But it also means structural and paradigmatic change. This election, and the political moment that transcends it, is about forging the connection between our personal lives — our sexual lives — and systems of oppression. It’s about exposing the power structures that seek to benefit from our alienation, and building the collective power we need to uproot them.

And you know what? We’re going to win.

We are the most diverse and progressive thinking generation in history. We’re also the most powerful electoral force in the country and we have the talent, passion, and sense of justice that is so desperately needed to do the work our predecessors couldn’t. We’re resilient, and our methodologies for change are as dynamic, complex, and multifaceted as the diverse communities that make up our generation.

You see, for Millennials, voting is only one aspect of political engagement. Albeit an incredibly important aspect, it isn’t the defining symbol of our generation’s activism. And if voting has become the litmus test for political engagement, I fear that we’ve lost sight of what’s truly important about democracy. For young people, the morning after is what really counts. We’re tired of the cyclical abandonment of our generation after every election and we’re done playing a political game that serves everyone’s interests except our own.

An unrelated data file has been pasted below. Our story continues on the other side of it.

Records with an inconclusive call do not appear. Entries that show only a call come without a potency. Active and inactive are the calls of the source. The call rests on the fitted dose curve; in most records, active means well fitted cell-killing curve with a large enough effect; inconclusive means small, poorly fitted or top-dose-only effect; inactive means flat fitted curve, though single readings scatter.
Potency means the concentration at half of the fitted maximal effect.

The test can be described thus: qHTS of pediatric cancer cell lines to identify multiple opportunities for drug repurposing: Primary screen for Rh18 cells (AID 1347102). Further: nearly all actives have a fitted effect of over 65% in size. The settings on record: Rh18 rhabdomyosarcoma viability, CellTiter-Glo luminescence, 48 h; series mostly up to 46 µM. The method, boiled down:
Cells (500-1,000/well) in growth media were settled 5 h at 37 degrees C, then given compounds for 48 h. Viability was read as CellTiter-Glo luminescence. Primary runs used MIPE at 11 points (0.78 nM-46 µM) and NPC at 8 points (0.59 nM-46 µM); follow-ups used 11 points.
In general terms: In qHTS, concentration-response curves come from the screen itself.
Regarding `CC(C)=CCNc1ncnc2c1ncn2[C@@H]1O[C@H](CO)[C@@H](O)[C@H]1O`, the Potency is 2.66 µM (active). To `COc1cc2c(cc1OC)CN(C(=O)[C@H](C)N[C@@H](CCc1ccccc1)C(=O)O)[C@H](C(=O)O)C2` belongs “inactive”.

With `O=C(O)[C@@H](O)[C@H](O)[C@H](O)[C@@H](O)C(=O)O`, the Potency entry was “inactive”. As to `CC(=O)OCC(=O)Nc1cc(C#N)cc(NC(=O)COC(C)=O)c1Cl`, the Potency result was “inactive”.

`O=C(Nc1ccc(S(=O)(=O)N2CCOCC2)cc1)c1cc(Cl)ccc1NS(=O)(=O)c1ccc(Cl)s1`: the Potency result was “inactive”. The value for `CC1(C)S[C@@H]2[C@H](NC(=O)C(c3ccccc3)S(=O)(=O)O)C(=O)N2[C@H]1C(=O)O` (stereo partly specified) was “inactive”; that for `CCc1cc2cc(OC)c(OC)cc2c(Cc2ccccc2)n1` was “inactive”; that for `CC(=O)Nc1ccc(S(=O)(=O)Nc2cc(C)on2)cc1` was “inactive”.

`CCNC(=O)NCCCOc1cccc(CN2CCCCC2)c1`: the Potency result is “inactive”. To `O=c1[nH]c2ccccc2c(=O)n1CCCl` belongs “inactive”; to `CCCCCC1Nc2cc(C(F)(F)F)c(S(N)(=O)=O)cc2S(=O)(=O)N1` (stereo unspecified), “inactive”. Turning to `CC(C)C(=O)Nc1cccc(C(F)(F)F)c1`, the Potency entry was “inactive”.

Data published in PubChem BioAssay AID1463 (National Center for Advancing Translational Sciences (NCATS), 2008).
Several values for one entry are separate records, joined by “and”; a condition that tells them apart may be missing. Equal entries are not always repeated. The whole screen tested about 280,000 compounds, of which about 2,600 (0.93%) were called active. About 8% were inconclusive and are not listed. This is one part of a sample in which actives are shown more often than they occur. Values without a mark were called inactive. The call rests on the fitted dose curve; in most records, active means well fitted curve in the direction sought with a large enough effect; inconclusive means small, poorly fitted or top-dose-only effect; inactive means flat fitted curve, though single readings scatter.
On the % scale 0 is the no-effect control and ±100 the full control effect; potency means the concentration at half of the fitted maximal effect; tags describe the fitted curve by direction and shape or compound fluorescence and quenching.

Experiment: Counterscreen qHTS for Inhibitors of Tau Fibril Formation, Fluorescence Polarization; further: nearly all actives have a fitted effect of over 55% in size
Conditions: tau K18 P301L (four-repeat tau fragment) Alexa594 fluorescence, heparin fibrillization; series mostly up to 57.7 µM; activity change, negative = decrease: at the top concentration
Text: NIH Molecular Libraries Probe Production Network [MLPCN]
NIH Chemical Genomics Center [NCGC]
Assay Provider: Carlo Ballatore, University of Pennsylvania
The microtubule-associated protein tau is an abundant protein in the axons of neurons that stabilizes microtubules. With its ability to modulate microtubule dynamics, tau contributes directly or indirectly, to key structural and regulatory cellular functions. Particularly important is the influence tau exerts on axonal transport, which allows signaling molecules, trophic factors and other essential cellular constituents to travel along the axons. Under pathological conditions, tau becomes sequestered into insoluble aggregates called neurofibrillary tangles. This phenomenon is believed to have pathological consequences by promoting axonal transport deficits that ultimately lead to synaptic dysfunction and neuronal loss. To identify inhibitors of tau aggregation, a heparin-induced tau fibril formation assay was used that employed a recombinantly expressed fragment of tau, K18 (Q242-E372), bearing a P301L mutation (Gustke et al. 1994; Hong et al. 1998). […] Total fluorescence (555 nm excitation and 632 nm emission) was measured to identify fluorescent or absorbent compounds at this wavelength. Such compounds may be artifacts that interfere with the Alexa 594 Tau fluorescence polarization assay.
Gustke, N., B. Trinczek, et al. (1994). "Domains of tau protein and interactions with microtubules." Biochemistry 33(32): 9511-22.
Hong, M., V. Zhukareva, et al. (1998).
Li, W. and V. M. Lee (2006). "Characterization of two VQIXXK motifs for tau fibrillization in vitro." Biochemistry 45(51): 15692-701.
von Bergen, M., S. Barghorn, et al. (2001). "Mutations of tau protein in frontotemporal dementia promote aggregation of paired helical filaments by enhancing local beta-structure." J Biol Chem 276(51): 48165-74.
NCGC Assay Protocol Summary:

That’s why we aren’t just voting in this election.

We aren’t just turning out voters for the sake of voting. We’re mobilizing young people to vote with a collective purpose and vision. In the end — whatever the outcome — we’re building sustainable progressive change and we’re making sure that our brand of political engagement doesn’t come with an expiration date.

Photo: “irrezolut” (Joseph Nicolia) licensed by Creative Commons